Actigraphy is an objective means of assessing rest-activity patterns by use of a motion-sensitive device worn on the nondominant wrist. Commercially available software provides descriptive statistics and graphical displays of rest-activity patterns. Validation studies have shown a strong correlation between actigraphy patterns and sleep as monitored by polysomnography (PSG), although actigraphy tends to overestimate the actual amount of sleep (Sadeh and Acebo 2002). Like the sleep diary, actigraphy can be useful for examining temporal patterns, variability, and responses to treatment.

Polysomnography, or a sleep study, is the gold standard for quantifying sleep and sleep disturbances. PSG is not routinely recommended for the evaluation of chronic insomnia (Sateia et al. 2000) because in most cases, PSG simply confirms the patient’s subjective report without indicating a cause for awakenings. However, PSG may be useful in specific situations involving patients with symptoms of sleep apnea (see Chapter 3), periodic limb movements (Chapter 5), or parasomnias (Chapter 6). Patients who have atypical complaints or a history of poor response to usually efficacious treatments may be candidates for polysomnography.

Many classifications have been proposed for insomnia, some based on symptoms, others on duration, and still others on presumed etiology.

  • Symptom-based classifications (i.e., sleep-onset, sleep maintenance, or mixed-type insomnia) are of limited value because the specific type of sleep complaint often varies within an individual over time (Hohagen et al. 1994a) and a majority of patients actually complain of more than one type of sleep disturbance.

  • Duration-based classifications (e.g., acute, short-term, and chronic insomnia) are also of limited value because of the high rate of chronicity or recurrence in insomnia symptoms. Duration-based classification is most useful in that specific causes of insomnia may be associated with their duration. For instance, transient and short-term insomnias are often related to specific psychosocial or environmental stresses, whereas chronic insomnia is more often related to intrinsic sleep disorders or primary insomnia.

  • Etiology-based classifications are the most useful for categorizing insomnia. Specific classification systems include the International Statistical Classification of Diseases and Related Disorders, 9th Revision (ICD-9) and 10th Revision (ICD-10; World Health Organization 1992), the Diagnostic and Statistical Manual of Mental Disorders, 4th Edition, Text Revision (DSM-IV-TR; American Psychiatric Association 2000), and the International Classification of Sleep Disorders, Revised (ICSD; American Sleep Disorders Association 1997) and 2nd Edition (ICSD-2; American Academy of Sleep Disorders, in press).

In general, the ICD has the broadest, least well described categories, DSM-IV-TR has somewhat more specific categories, and ICSD has the most specific of all. However, each basically describes three major categories of insomnia:

  • Insomnia secondary to other conditions. This includes insomnias associated with medical disorders, insomnia related to mental disorders, and insomnia related to the acute effects of a substance or withdrawal from a substance/medication. This is the largest single group of chronic insomnia diagnoses seen in epidemiological studies and in clinical samples (Buysse et al. 1994; Ohayon 1997).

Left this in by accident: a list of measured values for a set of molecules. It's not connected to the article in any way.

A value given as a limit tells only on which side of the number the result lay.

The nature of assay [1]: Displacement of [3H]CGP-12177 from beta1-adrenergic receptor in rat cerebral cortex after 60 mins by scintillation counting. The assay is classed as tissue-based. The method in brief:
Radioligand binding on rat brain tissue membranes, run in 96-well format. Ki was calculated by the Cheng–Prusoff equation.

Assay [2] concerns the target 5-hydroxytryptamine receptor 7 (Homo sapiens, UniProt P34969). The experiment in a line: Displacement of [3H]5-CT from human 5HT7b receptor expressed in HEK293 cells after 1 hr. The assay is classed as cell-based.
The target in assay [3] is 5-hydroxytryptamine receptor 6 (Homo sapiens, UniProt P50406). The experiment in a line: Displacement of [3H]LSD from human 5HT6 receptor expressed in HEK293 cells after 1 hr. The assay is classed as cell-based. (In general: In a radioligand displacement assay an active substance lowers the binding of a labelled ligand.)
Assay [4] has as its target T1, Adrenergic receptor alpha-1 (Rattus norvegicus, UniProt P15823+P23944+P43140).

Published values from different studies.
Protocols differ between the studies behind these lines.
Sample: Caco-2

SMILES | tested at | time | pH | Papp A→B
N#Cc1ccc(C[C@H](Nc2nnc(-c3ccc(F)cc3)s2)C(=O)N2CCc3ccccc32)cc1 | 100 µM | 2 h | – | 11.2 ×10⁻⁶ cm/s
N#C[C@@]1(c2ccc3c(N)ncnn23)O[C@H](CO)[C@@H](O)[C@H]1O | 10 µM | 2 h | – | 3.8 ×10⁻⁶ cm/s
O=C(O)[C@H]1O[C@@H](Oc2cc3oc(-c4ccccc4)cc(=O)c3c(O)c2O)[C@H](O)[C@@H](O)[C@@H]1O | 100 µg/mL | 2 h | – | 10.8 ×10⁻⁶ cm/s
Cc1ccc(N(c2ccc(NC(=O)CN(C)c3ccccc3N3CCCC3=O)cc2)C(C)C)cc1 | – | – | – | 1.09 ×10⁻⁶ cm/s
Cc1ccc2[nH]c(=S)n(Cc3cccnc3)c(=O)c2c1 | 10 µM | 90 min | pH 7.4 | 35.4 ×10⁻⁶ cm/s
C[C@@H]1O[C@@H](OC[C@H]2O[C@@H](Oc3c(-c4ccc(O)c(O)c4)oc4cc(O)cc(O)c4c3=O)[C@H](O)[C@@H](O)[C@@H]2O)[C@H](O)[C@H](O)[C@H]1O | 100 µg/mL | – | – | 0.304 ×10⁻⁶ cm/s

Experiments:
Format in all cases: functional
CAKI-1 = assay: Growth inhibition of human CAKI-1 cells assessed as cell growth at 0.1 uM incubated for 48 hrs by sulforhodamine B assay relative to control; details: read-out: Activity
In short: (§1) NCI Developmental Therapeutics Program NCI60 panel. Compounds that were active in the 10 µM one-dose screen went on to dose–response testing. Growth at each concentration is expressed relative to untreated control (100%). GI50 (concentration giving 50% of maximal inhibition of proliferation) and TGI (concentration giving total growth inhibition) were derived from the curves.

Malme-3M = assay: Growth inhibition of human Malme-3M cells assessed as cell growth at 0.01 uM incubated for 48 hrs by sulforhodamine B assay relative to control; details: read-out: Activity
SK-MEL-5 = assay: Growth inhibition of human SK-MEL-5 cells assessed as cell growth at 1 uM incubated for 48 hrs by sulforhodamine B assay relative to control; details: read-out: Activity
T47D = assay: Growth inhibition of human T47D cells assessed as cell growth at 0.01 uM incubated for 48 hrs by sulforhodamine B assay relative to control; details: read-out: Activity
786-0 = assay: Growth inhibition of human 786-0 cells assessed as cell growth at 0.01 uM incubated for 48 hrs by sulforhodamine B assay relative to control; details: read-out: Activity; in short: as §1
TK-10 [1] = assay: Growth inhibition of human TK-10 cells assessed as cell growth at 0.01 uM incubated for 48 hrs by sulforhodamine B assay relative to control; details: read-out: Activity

• Insomnia as a symptom of other specific sleep disorders. This group includes the insomnia seen in restless legs syndrome, some cases of obstructive sleep apnea syndrome, and some cases of parasomnias. Insomnia, particularly difficulty in falling asleep, is a very frequent symptom of restless legs syndrome. Insomnia is somewhat less common in obstructive sleep apnea syndrome, although older adults and those with more central sleep apneas may have this presentation.

  • Primary insomnia. This category refers to disorders in which insomnia is the primary symptom and no other disorder is a possible cause. DSM-IV-TR includes a single category for primary insomnia. ICSD subdivides it into a number of categories, such as psychophysiological insomnia, idiopathic insomnia, and paradoxical insomnia.

Behavioral treatments aim to reduce sleep latency and improve sleep consolidation by changing behaviors and habits that interfere with sleep. A cognitive component is sometimes included to address distorted or maladaptive beliefs related to sleep. Behavioral treatments of insomnia can be administered in an individual or a group format.

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Types of treatments

Cognitive-behavioral interventions for insomnia are described in this section and are listed in Table 3T3.

Stimulus control therapy is based on principles of operant learning (Bootzin and Nicassio 1978) and aims to reinforce associations between sleepiness, sleep, and the sleep environment. The patient is instructed to use the bed and bedroom only for sleep and sex, and to go to the bedroom only when feeling sleepy. If awake for long periods of time in bed (e.g., 20 minutes or longer), the individual is instructed to get out of bed and leave the bedroom until feeling sleepy again.

Sleep restriction therapy involves restricting the time spent in bed by setting strict bedtime and rising schedules that closely match the number of hours of actual sleep reported by the patient (Spielman et al. 1987). The aim is to increase sleep efficiency, or the ratio of total time spent asleep to total time spent in bed. Initially, sleep restriction is often associated with slight to moderate sleep deprivation, which increases sleepiness and enhances the ability to fall asleep and to maintain sleep. Sleep restriction may lead to increased daytime sleepiness, and patients should be cautioned about operating machinery or performing duties that require high levels of alertness.